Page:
The park is located in the districts of Goiás, Mossâmedes and Buriti de Goiás, located 131 km from the capital, Goiania - Go, central-western Brazil. With approximate area of 30,000 acres, encompasses most of the area of Environmental Protection.

This Serra Dourada (Golden Mountain Range) was named after the gold pioneers found with the Indians in one mount born river, in 1725, where today is the City of Goias, involved by part of its counter forts.

Trailing this path is truly travelling back in time, not only because of the scenery and the culinary, but also because of the landscapes surrounding the cities, like the State Park of Pireneus and the State Park of Serra Dourada.

Photo flickr by LuizHenrique

Photo flickr by JoelsonPaiva

The park is situated on the plateau of Serra Dourada (Golden Mountain Range) with walk through mazes (City of Stones), superimposed sandstone rocks, undergrowth, endemic plants and rocky cerrado.

To get to the place you need to come to a trail about 40 minutes walk from the city center. To reach the top you spend on average 1h30min by a steep road, which can be done on foot or off-road vehicles. From the soil of the Serra Dourada, artists usually take colored sand to elaborate artwork and its unique beautiful color sands have thousand of hues.

Photo: Uolviagem

Most of the rivers around the region are born in the slopes of the Serra Dourada, where live almost-extinct large felines like the Brazilian panthers, of different sizes, endangered by farmers supported hunters. The Federal University of Goias has an Ecological Station in Serra Dourada for fauna and flora research and protection. Better take guides; talk first with tourism services in town.

There is a lot more to see for ecotourists in Serra Dourada, as daylong tracks, medium effort trails, camping and exploring its fauna and flora.
Search: ecological guide

Tuesday, August 12, 2014

Pirenópolis, Goiás

A delightful colonial mining town, Pirenópolis charms visitors with its colorful architecture, the beauty of its natural surroundings, and its serene atmosphere. Wonderfully preserved, this historic town - with its National Heritage status - takes visitors back in time with its quartzite stone streets, quaint old churches, locally-run Pirenopolis hotels and museums. The natural beauty of the surrounding Cerrado landscape (Brazilian Tropical Savannah), complete with mountains and waterfalls, complement the picturesque town.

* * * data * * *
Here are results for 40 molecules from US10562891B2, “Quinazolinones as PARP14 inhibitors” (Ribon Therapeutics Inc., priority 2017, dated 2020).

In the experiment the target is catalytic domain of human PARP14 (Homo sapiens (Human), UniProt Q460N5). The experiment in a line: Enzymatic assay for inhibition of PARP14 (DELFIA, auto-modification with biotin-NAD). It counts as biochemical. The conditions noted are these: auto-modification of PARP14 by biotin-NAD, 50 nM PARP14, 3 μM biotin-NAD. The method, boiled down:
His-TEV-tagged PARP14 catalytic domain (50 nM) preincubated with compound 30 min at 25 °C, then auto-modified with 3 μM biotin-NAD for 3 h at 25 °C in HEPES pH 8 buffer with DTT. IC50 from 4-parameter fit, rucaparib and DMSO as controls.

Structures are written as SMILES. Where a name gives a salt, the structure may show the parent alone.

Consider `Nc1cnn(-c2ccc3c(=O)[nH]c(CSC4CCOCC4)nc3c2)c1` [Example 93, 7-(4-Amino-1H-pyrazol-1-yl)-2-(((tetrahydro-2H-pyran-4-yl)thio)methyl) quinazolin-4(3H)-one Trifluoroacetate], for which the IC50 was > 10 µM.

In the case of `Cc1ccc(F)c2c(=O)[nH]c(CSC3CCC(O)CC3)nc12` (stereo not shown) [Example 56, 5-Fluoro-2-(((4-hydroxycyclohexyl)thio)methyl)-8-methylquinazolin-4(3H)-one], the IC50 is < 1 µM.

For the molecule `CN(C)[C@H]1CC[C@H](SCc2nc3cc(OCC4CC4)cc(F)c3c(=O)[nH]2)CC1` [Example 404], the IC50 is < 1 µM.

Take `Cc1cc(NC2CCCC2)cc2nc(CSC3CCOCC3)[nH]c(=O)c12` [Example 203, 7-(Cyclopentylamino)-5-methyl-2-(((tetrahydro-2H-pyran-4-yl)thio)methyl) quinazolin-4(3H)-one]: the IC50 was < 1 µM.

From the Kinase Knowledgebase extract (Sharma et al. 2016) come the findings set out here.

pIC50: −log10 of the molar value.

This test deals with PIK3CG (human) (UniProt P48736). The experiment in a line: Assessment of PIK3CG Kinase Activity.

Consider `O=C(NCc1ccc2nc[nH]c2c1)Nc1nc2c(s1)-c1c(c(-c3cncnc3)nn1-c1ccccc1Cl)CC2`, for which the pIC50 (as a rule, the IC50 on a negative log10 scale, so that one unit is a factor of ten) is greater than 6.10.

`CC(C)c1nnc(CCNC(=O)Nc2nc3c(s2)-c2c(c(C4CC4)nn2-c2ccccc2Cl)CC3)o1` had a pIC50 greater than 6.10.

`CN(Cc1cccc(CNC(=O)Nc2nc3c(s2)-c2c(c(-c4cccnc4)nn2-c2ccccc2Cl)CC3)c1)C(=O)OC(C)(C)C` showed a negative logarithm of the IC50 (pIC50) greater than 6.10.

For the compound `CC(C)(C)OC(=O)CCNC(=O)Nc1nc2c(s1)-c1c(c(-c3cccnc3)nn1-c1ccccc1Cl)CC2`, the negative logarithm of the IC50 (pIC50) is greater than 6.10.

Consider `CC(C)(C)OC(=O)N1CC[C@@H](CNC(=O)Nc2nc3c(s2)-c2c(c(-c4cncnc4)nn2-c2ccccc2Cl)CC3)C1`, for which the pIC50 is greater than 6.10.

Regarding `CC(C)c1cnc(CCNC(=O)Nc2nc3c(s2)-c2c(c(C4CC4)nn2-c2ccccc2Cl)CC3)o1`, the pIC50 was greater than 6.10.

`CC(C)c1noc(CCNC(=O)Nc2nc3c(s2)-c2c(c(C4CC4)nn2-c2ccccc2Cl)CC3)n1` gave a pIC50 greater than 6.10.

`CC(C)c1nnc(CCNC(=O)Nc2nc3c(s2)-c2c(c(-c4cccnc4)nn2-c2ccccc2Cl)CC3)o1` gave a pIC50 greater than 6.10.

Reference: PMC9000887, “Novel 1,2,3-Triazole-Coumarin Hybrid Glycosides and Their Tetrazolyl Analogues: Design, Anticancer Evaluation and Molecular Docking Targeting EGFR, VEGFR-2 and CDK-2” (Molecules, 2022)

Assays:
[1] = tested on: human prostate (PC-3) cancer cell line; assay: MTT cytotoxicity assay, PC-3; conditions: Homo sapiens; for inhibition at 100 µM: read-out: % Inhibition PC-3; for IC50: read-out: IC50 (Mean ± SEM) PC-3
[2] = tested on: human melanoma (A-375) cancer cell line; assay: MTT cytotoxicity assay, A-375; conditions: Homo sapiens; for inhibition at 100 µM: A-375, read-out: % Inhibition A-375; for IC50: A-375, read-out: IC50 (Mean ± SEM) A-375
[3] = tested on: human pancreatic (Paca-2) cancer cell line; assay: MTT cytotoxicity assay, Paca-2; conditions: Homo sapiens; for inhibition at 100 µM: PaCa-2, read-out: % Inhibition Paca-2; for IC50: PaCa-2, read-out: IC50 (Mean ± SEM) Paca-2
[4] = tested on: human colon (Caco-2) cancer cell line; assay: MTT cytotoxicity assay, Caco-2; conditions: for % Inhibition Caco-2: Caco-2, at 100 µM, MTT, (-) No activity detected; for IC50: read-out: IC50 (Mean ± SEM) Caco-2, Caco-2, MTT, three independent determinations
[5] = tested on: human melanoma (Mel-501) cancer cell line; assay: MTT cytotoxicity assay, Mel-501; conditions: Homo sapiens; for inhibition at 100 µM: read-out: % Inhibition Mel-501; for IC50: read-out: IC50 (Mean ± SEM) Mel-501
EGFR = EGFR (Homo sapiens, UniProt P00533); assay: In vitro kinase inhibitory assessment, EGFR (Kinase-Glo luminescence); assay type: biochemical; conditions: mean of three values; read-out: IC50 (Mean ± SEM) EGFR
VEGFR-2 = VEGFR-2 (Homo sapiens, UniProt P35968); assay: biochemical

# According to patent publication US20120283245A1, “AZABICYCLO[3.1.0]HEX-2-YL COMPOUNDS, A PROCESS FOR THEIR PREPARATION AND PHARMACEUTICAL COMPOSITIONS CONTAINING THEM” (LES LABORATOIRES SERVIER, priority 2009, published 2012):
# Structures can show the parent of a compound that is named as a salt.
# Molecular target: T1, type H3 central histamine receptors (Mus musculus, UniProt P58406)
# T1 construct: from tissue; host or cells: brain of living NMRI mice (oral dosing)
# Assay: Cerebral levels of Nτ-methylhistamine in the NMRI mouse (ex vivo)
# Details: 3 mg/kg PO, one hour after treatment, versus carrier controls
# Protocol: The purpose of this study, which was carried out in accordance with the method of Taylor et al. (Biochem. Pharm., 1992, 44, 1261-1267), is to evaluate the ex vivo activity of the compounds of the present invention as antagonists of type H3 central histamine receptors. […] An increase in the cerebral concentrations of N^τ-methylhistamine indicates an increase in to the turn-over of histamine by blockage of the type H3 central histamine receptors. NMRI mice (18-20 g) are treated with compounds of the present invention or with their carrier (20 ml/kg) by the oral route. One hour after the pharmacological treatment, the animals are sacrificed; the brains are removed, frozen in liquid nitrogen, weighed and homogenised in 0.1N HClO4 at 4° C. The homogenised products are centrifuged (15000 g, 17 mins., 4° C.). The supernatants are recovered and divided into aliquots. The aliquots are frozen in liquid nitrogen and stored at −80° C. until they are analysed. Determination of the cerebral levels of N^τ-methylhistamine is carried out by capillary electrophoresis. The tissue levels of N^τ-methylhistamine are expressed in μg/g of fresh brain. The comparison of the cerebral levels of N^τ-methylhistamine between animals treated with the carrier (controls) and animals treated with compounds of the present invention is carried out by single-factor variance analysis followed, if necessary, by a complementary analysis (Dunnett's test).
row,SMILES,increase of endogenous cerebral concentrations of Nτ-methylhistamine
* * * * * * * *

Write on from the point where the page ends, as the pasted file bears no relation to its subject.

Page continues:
It's a town located in the Brazilian state of Goiás at 85 miles west of Brasília (capital of Brazil). It is also well known for a popular festival involving mounted horses called Festa do Divino Espírito Santo which takes place 45 days after Easter. The feast of the Holy Spirit (Festa do Divino Espírito Santo), celebrated in Pirenópolis since 1819, brings together bands parades, fireworks, congas, dances and other events.

In Pirenopolis, it's still possible to see horsedrawn carts, eat homemade cheese and crackers, or pick fruit from a nearby tree. 

Pirenópolis means “the City of the Pireneus”. Its name comes from the mountain range that surrounds the city, that is Mountain range of the Pireneus. According to local tradition, the mountain range received this name for having in the region immigrant Spaniards, probably Catalans. Because of some similarity with their native Pyrenees of Europe, a mountain chain situated between Spain and France, they had then given this mountain range the Latin name of Pireneus.

In Pirenópolis, moto-taxis are the public transportation system and the main way, if you’re not part of a tour group, to get to the waterfalls that dot the surrounding hills.

It’s pretty quiet during the week  but the number of tourist-oriented shops and restaurants, however, indicates that this place gets filled on weekends. Its cobbled streets are filled with diners at open-air eateries, live music drifted from restaurants, couples sat sharing cold beers in the shady park and swimmers bathed in the Rio das Almas river that runs through town.

Rio das Almas

Among the colonial buildings stand out from the Church of Our Lady Mother of the Rosary, the oldest in the state of Goias, built between 1728 and 1732.

The waterfalls, numbering over twenty, are located within 15 km from the city. It's considered two must-see waterfalls: Lázaro and Santa Maria (also known as Cachoeira do Inferno), both located in the same private property, the Vargem Grande Ecological Reserve.

Tuesday, July 15, 2014

Fans thank and say goodbye to Brazil